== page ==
Intel Marries ‘Volunteer Computing’ To Facebook

Intel Marries ‘Volunteer Computing’ To Facebook
Aaron Baar, Aug 05, 2009 05:00 AM
Intel Progress Thru ProcessorsIntel is looking to make “volunteer computing” — i.e., pooling the resources of idle microprocessors on home and laptop computers — popular via Facebook and a program through which people can register their computers to non-profit research projects.

“Volunteer computing has been around for some time, but marrying it with the social network power of Facebook really helps get the word out,” John Cooney, online programs manager for Intel, tells Marketing Daily. Cooney is also the project manager of Intel’s “Progress Thru Processors” program, which allows people, via a downloadable widget on Facebook, to donate their unused PC processor power to one (or more) of three research projects.

The program, which launched this week at progressthruprocessors, capitalizes on times when a PC is not using the full extent of its processor power to run complex calculations for one of the research projects and sends the information back to the project’s home servers. The program, developed in collaboration with the National Science Foundation-funding BOINC project at the University of California-Berkley, will only be active when the computer’s processor is not being fully utilized; when the computer needs the full processor performance, the program will sit idle.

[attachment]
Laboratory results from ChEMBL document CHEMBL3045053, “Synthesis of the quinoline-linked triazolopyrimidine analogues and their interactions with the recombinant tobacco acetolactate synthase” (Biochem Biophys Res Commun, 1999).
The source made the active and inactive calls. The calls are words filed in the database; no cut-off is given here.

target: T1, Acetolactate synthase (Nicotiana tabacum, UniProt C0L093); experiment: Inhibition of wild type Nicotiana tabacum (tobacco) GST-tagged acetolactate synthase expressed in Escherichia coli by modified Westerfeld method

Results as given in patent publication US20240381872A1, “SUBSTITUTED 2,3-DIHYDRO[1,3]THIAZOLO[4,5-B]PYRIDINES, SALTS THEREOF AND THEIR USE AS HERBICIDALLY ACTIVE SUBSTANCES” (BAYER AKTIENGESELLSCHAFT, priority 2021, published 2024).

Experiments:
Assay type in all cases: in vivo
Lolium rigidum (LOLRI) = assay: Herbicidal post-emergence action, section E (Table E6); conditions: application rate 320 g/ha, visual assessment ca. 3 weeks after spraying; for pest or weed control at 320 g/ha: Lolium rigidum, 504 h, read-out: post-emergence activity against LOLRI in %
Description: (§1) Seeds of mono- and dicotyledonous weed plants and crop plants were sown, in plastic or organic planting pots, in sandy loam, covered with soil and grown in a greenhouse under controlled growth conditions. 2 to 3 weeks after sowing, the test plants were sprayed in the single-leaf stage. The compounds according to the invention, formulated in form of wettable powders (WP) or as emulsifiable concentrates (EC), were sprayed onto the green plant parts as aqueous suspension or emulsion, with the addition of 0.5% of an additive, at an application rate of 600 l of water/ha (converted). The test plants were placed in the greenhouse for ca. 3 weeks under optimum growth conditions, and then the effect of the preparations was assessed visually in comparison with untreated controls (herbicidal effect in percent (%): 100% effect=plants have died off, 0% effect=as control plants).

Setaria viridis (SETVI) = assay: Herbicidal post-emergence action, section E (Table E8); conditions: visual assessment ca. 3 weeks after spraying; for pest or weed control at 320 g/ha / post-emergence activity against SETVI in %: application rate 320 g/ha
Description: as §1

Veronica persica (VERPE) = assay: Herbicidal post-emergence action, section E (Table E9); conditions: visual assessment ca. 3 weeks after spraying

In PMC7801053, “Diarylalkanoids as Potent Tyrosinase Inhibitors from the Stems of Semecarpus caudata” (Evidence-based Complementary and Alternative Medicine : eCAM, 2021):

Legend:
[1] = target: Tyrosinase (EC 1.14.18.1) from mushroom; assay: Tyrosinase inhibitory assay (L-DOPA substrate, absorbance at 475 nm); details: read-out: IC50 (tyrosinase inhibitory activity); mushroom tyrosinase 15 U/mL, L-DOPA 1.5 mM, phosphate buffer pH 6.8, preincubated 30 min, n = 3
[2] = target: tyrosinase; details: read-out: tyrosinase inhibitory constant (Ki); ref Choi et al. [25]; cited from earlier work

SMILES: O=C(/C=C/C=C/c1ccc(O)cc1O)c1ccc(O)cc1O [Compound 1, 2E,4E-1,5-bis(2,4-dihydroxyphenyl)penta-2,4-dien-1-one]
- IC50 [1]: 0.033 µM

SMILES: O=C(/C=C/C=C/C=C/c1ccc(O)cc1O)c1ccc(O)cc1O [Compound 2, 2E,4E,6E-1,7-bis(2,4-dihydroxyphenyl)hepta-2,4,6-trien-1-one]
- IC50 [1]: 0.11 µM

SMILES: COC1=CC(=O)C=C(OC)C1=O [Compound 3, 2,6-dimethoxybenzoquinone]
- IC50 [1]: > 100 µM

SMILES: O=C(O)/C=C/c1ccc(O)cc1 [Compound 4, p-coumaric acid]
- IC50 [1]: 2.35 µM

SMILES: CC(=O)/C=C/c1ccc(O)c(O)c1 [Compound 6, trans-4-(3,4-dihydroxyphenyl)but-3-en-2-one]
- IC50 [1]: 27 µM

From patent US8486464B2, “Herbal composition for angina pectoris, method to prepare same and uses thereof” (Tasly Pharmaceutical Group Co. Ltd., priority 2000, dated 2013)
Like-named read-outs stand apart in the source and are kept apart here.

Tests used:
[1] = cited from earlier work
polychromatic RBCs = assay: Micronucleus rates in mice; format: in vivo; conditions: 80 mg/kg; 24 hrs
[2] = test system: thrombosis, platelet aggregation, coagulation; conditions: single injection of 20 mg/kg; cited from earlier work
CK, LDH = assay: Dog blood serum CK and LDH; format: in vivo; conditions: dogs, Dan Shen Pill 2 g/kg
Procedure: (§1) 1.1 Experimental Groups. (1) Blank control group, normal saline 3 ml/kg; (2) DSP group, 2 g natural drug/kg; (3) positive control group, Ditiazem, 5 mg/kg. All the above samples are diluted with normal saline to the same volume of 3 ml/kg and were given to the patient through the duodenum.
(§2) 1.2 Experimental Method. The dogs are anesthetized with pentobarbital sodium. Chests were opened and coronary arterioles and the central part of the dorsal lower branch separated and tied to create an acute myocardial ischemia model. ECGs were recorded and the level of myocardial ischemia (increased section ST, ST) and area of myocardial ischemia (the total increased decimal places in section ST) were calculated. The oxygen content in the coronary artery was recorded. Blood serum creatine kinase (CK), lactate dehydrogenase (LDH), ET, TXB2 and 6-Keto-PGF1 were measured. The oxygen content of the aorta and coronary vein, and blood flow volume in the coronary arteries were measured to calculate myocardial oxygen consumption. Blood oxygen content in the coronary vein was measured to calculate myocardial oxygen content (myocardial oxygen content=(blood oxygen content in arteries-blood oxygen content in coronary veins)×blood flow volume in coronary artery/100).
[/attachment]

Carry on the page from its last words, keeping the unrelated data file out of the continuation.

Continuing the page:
“When you multiply that over hundreds of thousands of people, you can get research completed more quickly,” Cooney says.

The three research projects that are immediately available for the program are: Rosetta@home, which is searching for cures for cancer, Alzheimer’s and other diseases;, which is looking to finding better predictive models for climate change; and Africa@home, a study that is searching for ways to combat malaria in Africa. All three require heavy computational analysis to achieve their goals, Cooney says.

“As part of our ‘Sponsors of Tomorrow’ [positioning], we’re looking at making the future better for everyone,” Cooney says. “These three projects really represented a good cross section of the projects we could support and could support our participation.”

Intel will promote the program mostly through Facebook’s user-friendly tools. People who download the widget will have the option of displaying it, along with the amount of processing power they have donated to the projects they have selected, through their news feed. The company will also take out some advertising on Facebook for the program, Cooney says.

“Our hope is that by combining this with the power of a social network, we’re going to get people who wouldn’t have normally known about it,” Cooney says.